Weisman and Markman describe an explanation-based intervention aimed at getting people to complete their antibiotic regiments. The explanation focused on the difference between antibiotics and medication that treat symptoms. It described that bacteria have different tolerance to the antibiotic and that stopping the antibiotic regiment would kill the “weaker” bacteria, but leave the “stronger” bacteria alive giving them a chance to reproduce further and could cause diseases that are difficult to treat. Another group was directed to an information-rich website developed by the Center for Disease Control (CDC) to combat antibiotic resistance, and a third group was given the standard package insert which clearly stated to take the medication until the prescribed amount is finished. The results showed evidence of belief and behavior change only in the explanation group. For example, 66% of those in the explanation condition indicated that they would seek a replacement prescription if they dropped the last few days of antibiotics down the drain compared to fewer than 50% in the other two conditions.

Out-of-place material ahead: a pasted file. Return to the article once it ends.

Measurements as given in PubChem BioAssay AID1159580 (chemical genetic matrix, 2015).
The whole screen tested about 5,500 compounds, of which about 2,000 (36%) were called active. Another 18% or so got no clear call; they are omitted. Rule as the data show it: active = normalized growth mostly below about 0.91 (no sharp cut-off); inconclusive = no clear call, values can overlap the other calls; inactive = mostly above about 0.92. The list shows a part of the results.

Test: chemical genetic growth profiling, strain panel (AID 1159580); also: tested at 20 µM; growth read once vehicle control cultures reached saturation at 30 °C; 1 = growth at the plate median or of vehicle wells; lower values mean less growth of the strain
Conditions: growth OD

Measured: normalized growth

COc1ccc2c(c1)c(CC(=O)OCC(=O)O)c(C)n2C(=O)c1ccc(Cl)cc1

A common message across the case studies above and the two others included in the paper by Weisman and Markman is that more information is not always better. As Weisman and Markman argue, “a judiciously crafted explanation is very likely superior to a full-blown educational curriculum, in which irrelevant or overwhelming details might obscure the central message.”
If explanations are so much more powerful than even simply articulated guidelines, why do health organizations continue to focus on guidelines? One reason may be that good explanations are surprisingly hard to create, requiring knowledge of people’s prior beliefs and knowledge of which causal links need to be clarified and which left alone. As difficult as good explanations are to create, they are often easy to recognize by the “aha” feeling they create.
A good source for such explanations is the “Explain like I’m 5” (ELI5) section of Reddit in which thousands of people get to vote on what explanations they like best, offering insights to researchers and policy-makers into what qualities are shared by well-liked explanations.
Article focused on in this post:
Weisman, K., & Markman, E.M. (2017). Psychonomic Bulletin & Review. DOI:10.3758/s13423-016-1207-2.